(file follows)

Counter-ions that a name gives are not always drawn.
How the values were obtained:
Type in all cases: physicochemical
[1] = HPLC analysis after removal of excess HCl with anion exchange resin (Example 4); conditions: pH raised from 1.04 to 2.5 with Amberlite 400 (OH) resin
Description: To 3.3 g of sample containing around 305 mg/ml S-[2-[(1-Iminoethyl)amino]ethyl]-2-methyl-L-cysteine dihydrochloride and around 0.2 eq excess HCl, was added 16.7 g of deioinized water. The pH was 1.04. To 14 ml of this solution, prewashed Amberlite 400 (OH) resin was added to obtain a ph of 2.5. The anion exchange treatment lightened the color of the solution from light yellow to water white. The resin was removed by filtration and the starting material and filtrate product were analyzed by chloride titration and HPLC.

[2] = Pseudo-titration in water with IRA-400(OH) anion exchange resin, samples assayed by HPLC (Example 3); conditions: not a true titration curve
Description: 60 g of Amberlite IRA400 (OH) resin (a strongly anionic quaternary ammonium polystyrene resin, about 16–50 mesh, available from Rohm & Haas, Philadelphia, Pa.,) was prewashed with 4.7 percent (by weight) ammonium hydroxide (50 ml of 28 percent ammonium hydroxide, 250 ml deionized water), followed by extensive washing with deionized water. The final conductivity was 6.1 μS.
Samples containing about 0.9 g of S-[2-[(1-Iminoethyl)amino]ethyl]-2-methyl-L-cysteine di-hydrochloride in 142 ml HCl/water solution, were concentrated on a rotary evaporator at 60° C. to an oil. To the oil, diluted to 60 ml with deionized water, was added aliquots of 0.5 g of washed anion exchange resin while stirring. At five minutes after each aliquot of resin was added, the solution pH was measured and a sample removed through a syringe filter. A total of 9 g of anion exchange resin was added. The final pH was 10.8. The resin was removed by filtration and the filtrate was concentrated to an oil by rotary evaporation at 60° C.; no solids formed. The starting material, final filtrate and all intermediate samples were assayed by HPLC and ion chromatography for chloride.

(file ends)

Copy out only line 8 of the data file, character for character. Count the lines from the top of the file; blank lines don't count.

Samples containing about 0.9 g of S-[2-[(1-Iminoethyl)amino]ethyl]-2-methyl-L-cysteine di-hydrochloride in 142 ml HCl/water solution, were concentrated on a rotary evaporator at 60° C. to an oil. To the oil, diluted to 60 ml with deionized water, was added aliquots of 0.5 g of washed anion exchange resin while stirring. At five minutes after each aliquot of resin was added, the solution pH was measured and a sample removed through a syringe filter. A total of 9 g of anion exchange resin was added. The final pH was 10.8. The resin was removed by filtration and the filtrate was concentrated to an oil by rotary evaporation at 60° C.; no solids formed. The starting material, final filtrate and all intermediate samples were assayed by HPLC and ion chromatography for chloride.